Knowing where it is normal to kiss your brother on the cheek can help you to feel more comfortable and at ease with the prospect of doing so, even if you do so in public.
In most instances, kissing your brother on the cheek is socially acceptable in both Eastern and Western cultures and countries around the globe.
Some situations you might find yourself in where it is appropriate to kiss your brother on the cheek might include:
- Formal settings such as weddings, graduations, and other important celebrations, especially ones that involve the whole family
- Greetings after not seeing one another for an extended period of time
- Saying goodbyes when you are not to see one another again for a long time
- When you are going to church or another religious ceremony
- Whenever you are celebrating the culture you live in and honor that also includes kissing on the cheek
This will vary depending on your own family’s customs and norms as well as any culture you grew up in or live in today.
If it has always been normal to greet your brother with a kiss on the cheek, it is also socially acceptable to do so when in public.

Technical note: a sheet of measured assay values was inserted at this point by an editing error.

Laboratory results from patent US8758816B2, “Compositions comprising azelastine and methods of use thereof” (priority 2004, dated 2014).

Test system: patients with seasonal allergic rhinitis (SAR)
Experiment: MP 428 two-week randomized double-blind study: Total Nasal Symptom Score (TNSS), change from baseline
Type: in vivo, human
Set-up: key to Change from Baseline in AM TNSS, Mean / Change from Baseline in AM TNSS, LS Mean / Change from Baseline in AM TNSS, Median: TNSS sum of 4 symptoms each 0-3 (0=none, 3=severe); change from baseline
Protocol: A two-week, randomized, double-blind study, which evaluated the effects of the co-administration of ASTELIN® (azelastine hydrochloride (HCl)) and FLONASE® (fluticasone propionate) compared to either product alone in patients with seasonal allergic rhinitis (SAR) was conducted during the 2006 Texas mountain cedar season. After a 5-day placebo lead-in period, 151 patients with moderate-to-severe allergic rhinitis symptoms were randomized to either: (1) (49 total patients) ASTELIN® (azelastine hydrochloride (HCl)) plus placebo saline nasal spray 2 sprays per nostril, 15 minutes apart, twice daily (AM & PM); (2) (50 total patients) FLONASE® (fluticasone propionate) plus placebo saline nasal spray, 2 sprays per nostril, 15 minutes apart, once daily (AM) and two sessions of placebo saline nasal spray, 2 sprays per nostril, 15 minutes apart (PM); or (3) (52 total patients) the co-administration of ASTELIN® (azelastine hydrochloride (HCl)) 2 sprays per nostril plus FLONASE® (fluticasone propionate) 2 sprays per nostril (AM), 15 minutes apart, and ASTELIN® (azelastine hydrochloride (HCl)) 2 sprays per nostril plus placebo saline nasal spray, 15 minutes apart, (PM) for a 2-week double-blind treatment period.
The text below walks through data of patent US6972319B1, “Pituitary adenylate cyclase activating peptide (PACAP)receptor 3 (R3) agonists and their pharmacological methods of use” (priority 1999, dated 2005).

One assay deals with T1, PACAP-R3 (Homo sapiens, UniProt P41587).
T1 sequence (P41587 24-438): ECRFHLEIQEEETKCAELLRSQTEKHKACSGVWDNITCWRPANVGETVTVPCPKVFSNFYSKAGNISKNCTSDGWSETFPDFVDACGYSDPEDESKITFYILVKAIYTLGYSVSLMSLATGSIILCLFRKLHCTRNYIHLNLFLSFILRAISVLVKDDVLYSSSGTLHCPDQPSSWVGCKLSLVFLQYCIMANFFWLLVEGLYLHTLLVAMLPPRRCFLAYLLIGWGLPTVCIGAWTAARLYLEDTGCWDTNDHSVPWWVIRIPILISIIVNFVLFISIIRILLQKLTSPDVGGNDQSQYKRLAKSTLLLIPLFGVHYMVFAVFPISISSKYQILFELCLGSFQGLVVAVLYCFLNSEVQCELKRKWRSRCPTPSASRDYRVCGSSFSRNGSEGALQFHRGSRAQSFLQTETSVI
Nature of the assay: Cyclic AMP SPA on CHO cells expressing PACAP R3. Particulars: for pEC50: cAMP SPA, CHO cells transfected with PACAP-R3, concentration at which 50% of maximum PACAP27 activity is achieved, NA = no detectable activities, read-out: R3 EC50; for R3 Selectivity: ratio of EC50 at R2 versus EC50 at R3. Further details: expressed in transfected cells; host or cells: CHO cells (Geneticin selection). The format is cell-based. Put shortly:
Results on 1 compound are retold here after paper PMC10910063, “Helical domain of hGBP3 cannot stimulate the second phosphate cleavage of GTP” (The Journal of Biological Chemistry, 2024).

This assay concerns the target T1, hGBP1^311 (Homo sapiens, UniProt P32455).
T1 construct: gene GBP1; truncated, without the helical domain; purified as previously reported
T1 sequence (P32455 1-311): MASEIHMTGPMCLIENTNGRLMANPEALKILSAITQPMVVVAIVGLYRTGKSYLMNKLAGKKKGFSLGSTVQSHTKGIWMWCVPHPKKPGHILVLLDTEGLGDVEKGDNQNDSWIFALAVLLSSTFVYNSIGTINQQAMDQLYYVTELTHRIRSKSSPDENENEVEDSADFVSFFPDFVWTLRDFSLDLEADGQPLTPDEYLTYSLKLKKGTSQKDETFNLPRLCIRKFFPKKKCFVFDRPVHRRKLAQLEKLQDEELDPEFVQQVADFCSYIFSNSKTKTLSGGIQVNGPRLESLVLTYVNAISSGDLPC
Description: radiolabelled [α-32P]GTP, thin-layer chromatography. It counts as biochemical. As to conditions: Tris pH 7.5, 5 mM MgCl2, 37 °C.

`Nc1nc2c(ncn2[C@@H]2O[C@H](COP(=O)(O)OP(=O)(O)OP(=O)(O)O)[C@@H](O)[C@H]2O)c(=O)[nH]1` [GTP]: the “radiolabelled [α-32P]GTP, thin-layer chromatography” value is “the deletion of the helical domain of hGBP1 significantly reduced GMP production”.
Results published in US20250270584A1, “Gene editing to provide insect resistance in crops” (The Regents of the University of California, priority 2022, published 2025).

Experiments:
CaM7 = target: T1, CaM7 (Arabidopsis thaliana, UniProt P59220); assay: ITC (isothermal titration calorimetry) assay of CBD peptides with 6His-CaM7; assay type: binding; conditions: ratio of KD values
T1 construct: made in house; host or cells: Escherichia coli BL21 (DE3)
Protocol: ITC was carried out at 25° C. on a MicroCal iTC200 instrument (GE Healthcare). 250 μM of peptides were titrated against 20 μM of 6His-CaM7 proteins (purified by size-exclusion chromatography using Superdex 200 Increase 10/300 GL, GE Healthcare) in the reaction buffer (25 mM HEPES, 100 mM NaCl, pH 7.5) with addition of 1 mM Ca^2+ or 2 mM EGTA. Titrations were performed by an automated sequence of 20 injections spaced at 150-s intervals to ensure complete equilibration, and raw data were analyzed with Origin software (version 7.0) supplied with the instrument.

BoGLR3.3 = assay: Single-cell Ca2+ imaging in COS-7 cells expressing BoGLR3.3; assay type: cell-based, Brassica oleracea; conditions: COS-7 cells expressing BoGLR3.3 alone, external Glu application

Kissing any member of the opposite sex on the cheek as a form of a greeting is socially acceptable in most cultures and countries worldwide.
In some cultures, it is customary for a brother (or any male) who receives a kiss on the cheek to also offer a kiss on the cheek in return.
If this is part of your family’s culture, this is simply another way for your brother to greet you back.
In most instances, when a brother kisses you on the cheek in return after you have given him a greeting or a goodbye kiss, he is doing so as his own form of greeting.
If you don’t feel comfortable with your brother kissing your cheek, you can let him know by telling him.
If it is customary for your family to kiss one another on the cheeks, you may feel comfortable speaking with another relative about your feelings before discussing the matter with your brother.
It is also possible to distance yourself from your brother while you are greeting one another with the hopes of deterring him or using a simple greeting instead of a kiss.
When you greet your brother, reject his attempt to kiss you by distancing yourself or by pulling your arms away from him while hugging or greeting one another.
You can also pull away after a close greeting or avoid a physical greeting with your brother altogether.
Informing your brother that you are uncomfortable with him kissing your cheek is another way to get him to stop kissing you on the cheek, especially if you have an understanding relationship with each other.
In some instances, you may find that it is not appropriate to kiss your brother on the cheek, such as when you are in public or in front of others.